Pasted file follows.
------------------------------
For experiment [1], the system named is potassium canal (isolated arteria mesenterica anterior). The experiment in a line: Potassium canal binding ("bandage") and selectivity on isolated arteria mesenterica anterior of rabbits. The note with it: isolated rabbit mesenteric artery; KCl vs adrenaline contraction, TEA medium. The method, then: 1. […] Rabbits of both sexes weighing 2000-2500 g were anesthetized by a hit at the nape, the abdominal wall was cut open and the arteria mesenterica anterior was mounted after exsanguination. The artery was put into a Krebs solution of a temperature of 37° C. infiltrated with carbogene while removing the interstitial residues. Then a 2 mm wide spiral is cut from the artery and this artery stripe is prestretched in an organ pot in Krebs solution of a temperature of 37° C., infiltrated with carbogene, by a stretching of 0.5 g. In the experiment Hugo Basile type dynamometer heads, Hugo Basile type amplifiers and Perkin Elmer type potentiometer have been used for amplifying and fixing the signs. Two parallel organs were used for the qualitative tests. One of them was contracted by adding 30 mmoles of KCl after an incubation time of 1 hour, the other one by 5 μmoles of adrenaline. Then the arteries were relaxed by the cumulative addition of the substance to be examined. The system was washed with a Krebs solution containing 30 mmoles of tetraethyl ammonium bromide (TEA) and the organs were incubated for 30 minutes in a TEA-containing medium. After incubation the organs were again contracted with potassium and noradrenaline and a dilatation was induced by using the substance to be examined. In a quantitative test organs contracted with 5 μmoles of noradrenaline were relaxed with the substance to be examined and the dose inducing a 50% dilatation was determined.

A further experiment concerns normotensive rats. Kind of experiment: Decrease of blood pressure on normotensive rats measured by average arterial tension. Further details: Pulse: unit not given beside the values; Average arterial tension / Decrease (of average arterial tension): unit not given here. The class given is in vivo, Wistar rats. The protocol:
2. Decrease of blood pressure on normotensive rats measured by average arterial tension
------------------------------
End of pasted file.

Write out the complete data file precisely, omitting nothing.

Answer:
For experiment [1], the system named is potassium canal (isolated arteria mesenterica anterior). The experiment in a line: Potassium canal binding ("bandage") and selectivity on isolated arteria mesenterica anterior of rabbits. The note with it: isolated rabbit mesenteric artery; KCl vs adrenaline contraction, TEA medium. The method, then: 1. […] Rabbits of both sexes weighing 2000-2500 g were anesthetized by a hit at the nape, the abdominal wall was cut open and the arteria mesenterica anterior was mounted after exsanguination. The artery was put into a Krebs solution of a temperature of 37° C. infiltrated with carbogene while removing the interstitial residues. Then a 2 mm wide spiral is cut from the artery and this artery stripe is prestretched in an organ pot in Krebs solution of a temperature of 37° C., infiltrated with carbogene, by a stretching of 0.5 g. In the experiment Hugo Basile type dynamometer heads, Hugo Basile type amplifiers and Perkin Elmer type potentiometer have been used for amplifying and fixing the signs. Two parallel organs were used for the qualitative tests. One of them was contracted by adding 30 mmoles of KCl after an incubation time of 1 hour, the other one by 5 μmoles of adrenaline. Then the arteries were relaxed by the cumulative addition of the substance to be examined. The system was washed with a Krebs solution containing 30 mmoles of tetraethyl ammonium bromide (TEA) and the organs were incubated for 30 minutes in a TEA-containing medium. After incubation the organs were again contracted with potassium and noradrenaline and a dilatation was induced by using the substance to be examined. In a quantitative test organs contracted with 5 μmoles of noradrenaline were relaxed with the substance to be examined and the dose inducing a 50% dilatation was determined.

A further experiment concerns normotensive rats. Kind of experiment: Decrease of blood pressure on normotensive rats measured by average arterial tension. Further details: Pulse: unit not given beside the values; Average arterial tension / Decrease (of average arterial tension): unit not given here. The class given is in vivo, Wistar rats. The protocol:
2. Decrease of blood pressure on normotensive rats measured by average arterial tension